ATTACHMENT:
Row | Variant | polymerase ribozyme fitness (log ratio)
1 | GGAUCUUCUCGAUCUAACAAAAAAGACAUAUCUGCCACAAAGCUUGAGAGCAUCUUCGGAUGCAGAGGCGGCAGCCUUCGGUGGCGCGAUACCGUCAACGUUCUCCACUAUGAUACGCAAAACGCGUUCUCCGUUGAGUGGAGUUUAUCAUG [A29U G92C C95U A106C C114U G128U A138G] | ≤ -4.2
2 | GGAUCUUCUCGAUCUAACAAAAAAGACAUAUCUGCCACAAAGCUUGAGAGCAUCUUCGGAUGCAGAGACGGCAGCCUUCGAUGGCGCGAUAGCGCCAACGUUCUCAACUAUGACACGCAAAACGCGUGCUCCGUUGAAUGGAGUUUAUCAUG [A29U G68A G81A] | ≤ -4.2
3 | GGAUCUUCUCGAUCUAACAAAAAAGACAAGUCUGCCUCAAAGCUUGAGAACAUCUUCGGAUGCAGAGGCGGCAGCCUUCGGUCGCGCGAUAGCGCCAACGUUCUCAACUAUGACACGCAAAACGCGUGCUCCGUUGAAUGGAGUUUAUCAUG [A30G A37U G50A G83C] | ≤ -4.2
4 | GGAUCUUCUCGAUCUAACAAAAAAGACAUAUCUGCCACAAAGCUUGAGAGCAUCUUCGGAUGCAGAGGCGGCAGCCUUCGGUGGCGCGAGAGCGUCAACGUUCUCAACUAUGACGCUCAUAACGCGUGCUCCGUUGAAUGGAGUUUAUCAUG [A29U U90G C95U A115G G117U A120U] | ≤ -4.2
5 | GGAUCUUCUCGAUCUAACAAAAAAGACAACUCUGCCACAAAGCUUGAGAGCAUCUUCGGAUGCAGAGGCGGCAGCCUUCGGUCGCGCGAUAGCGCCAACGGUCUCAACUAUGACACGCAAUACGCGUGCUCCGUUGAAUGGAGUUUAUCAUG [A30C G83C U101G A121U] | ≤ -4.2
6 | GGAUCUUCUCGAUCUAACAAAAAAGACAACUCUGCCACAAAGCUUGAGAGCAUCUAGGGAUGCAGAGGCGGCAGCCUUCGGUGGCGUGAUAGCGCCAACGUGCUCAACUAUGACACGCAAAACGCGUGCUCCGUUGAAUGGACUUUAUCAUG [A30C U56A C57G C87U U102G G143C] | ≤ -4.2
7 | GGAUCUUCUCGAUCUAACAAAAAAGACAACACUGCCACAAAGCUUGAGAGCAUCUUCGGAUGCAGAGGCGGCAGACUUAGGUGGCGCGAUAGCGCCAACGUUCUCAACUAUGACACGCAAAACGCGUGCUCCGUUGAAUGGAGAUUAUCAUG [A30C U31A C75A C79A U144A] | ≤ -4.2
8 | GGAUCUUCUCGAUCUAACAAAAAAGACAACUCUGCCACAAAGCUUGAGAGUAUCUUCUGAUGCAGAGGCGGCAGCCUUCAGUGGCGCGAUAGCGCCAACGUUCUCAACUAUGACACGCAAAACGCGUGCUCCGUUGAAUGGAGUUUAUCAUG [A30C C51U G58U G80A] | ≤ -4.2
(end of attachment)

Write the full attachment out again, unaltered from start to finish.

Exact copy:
Row | Variant | polymerase ribozyme fitness (log ratio)
1 | GGAUCUUCUCGAUCUAACAAAAAAGACAUAUCUGCCACAAAGCUUGAGAGCAUCUUCGGAUGCAGAGGCGGCAGCCUUCGGUGGCGCGAUACCGUCAACGUUCUCCACUAUGAUACGCAAAACGCGUUCUCCGUUGAGUGGAGUUUAUCAUG [A29U G92C C95U A106C C114U G128U A138G] | ≤ -4.2
2 | GGAUCUUCUCGAUCUAACAAAAAAGACAUAUCUGCCACAAAGCUUGAGAGCAUCUUCGGAUGCAGAGACGGCAGCCUUCGAUGGCGCGAUAGCGCCAACGUUCUCAACUAUGACACGCAAAACGCGUGCUCCGUUGAAUGGAGUUUAUCAUG [A29U G68A G81A] | ≤ -4.2
3 | GGAUCUUCUCGAUCUAACAAAAAAGACAAGUCUGCCUCAAAGCUUGAGAACAUCUUCGGAUGCAGAGGCGGCAGCCUUCGGUCGCGCGAUAGCGCCAACGUUCUCAACUAUGACACGCAAAACGCGUGCUCCGUUGAAUGGAGUUUAUCAUG [A30G A37U G50A G83C] | ≤ -4.2
4 | GGAUCUUCUCGAUCUAACAAAAAAGACAUAUCUGCCACAAAGCUUGAGAGCAUCUUCGGAUGCAGAGGCGGCAGCCUUCGGUGGCGCGAGAGCGUCAACGUUCUCAACUAUGACGCUCAUAACGCGUGCUCCGUUGAAUGGAGUUUAUCAUG [A29U U90G C95U A115G G117U A120U] | ≤ -4.2
5 | GGAUCUUCUCGAUCUAACAAAAAAGACAACUCUGCCACAAAGCUUGAGAGCAUCUUCGGAUGCAGAGGCGGCAGCCUUCGGUCGCGCGAUAGCGCCAACGGUCUCAACUAUGACACGCAAUACGCGUGCUCCGUUGAAUGGAGUUUAUCAUG [A30C G83C U101G A121U] | ≤ -4.2
6 | GGAUCUUCUCGAUCUAACAAAAAAGACAACUCUGCCACAAAGCUUGAGAGCAUCUAGGGAUGCAGAGGCGGCAGCCUUCGGUGGCGUGAUAGCGCCAACGUGCUCAACUAUGACACGCAAAACGCGUGCUCCGUUGAAUGGACUUUAUCAUG [A30C U56A C57G C87U U102G G143C] | ≤ -4.2
7 | GGAUCUUCUCGAUCUAACAAAAAAGACAACACUGCCACAAAGCUUGAGAGCAUCUUCGGAUGCAGAGGCGGCAGACUUAGGUGGCGCGAUAGCGCCAACGUUCUCAACUAUGACACGCAAAACGCGUGCUCCGUUGAAUGGAGAUUAUCAUG [A30C U31A C75A C79A U144A] | ≤ -4.2
8 | GGAUCUUCUCGAUCUAACAAAAAAGACAACUCUGCCACAAAGCUUGAGAGUAUCUUCUGAUGCAGAGGCGGCAGCCUUCAGUGGCGCGAUAGCGCCAACGUUCUCAACUAUGACACGCAAAACGCGUGCUCCGUUGAAUGGAGUUUAUCAUG [A30C C51U G58U G80A] | ≤ -4.2